There are a number of examples in which genotyping studies have elucidated clinically relevant associations between genetic polymorphisms in drug targets and disease pathways with certain drugs:
    • A polymorphism in the cholesteryl ester transfer protein (CETP) determines the efficacy of pravastatin in patients diagnosed with coronary atherosclerosis. The absence of the polymorphism is associated with diminishing efficacy. This finding is based on the study by Kuivenhoven[3] and has not been duplicated.
    • Recently described polymorphisms in beta-adrenergic receptors affect their sensitivity to beta-agonists such as albuterol. Asthma patients carrying the Gly-16 (glycine at codon 16) polymorphism show an increased response to beta-agonists compared with those carrying Arg-16 (arginine at codon 16).[4]
    • Polymorphisms in the serotonin neurotransmitter receptor (5HT2A) have been associated with the effectiveness of the antipsychotic drug clozapine. Patients carrying a thymine-to-cytosine conversion at position 102 are particularly likely to respond to clozapine.[5]
    • Other reported associations with putative drug targets include angiotensin-converting enzyme (ACE) and sensitivity to ACE inhibitors,[6] and apolipoprotein E (ApoE) in response to tacrine therapy among patients with Alzheimer's disease.[7]
    At present, however, the greatest opportunities for clinical application come from genetic variations related to enzymes involved in drug metabolism.
    Polymorphisms in Drug-Metabolizing Enzymes
    A relatively small number of drug-metabolizing enzymes (DMEs) are responsible for metabolizing the majority of drug therapies in clinical use today. There are a relatively small number of relevant polymorphisms within these enzymes, and many of them can result in lack of therapeutic effect or in exacerbated clinical response.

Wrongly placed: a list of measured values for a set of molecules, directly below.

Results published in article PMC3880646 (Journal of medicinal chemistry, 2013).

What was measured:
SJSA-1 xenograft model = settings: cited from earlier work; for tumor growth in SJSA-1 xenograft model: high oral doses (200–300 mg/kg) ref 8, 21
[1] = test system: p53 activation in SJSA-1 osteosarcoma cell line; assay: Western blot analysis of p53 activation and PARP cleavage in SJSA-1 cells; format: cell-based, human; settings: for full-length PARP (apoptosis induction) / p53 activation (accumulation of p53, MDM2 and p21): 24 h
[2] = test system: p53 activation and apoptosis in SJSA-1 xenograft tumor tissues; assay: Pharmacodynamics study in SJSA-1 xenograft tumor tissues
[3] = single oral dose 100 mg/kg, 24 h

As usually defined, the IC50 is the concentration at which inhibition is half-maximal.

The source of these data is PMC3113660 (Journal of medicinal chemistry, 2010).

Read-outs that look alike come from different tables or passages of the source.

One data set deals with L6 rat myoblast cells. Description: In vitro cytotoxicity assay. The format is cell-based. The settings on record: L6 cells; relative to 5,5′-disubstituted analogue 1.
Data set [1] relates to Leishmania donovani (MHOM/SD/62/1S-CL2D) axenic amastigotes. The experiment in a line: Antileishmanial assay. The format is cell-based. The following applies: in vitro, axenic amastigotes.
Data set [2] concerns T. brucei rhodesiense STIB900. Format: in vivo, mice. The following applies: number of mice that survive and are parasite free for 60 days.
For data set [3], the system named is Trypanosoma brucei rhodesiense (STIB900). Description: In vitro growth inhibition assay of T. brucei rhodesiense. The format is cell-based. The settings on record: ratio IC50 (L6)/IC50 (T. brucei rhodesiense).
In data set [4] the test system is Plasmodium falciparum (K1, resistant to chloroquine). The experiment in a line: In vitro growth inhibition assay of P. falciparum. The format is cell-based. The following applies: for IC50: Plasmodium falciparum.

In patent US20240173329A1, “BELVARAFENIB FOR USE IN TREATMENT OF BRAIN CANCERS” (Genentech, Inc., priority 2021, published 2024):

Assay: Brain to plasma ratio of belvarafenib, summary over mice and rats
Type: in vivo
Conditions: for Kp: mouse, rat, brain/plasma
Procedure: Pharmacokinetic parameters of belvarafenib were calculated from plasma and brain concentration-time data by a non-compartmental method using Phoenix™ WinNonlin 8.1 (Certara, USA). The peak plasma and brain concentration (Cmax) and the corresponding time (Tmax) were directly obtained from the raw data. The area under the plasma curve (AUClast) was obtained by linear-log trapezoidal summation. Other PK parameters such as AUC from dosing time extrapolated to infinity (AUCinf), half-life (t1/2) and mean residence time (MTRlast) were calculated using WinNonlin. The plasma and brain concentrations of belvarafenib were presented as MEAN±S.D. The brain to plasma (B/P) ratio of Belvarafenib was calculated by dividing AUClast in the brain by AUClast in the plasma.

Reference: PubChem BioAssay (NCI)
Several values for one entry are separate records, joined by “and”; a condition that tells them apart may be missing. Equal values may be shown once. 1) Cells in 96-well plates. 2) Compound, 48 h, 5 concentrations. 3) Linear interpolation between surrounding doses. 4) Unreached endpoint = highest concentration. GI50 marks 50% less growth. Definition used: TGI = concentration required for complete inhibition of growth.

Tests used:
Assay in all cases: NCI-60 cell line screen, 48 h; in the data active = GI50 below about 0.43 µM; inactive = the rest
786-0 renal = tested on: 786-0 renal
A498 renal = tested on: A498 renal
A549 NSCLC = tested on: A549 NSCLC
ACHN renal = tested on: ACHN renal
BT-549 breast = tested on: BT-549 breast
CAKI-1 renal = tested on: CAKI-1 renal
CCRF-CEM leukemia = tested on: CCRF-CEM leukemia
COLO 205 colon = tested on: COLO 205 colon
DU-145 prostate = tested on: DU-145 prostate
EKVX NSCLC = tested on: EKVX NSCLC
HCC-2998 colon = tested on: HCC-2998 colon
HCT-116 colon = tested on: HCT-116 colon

Genetic polymorphism in DMEs gives rise to 3 distinct subgroups of people who have measurable differences in their ability to metabolize drugs to either inactive or active metabolites. Individuals capable of efficient drug metabolism are called extensive metabolizers (EMs). Individuals with deficiencies in metabolism, which typically require mutation or deletion of both alleles of a gene, are termed poor metabolizers (PMs). Conversely, overexpression due to gene amplification results in ultra-rapid metabolizers (UMs).
    Standard doses of drugs with a steep dose-response curve or a narrow therapeutic range may produce adverse drug reactions, toxicity, or decreased efficacy in PMs. When taken by UMs, the standard dose may be inadequate to produce the desired effect.
    Two examples of polymorphisms in drug-metabolizing enzymes that have considerable potential to affect clinical medicine include those affecting the cytochrome P450 enzyme family, CYP2D6, and the enzyme thiopurine methyltransferase (TPMT). These genetic variations affect a significant percentage of the population and influence therapeutic outcomes of drugs commonly used to treat cardiovascular disease, cancer, central nervous system disorders, and pain.
    2D6 Testing for Specific Drug Classes
    CYP2D6, or 2D6, is responsible for the metabolism of nearly 25% of all drugs. There are more than 20 drugs known to be 2D6 substrates (Table). They include cardiovascular agents, antidepressants, antipsychotics, and morphine derivatives. Examples are amitriptyline, fluoxetine, perphenazine, timolol, propafenone, codeine, and dextromethorphan. Genetic variations in the level of expression or function of 2D6 have profound effects on the efficacy and toxicity of these drugs.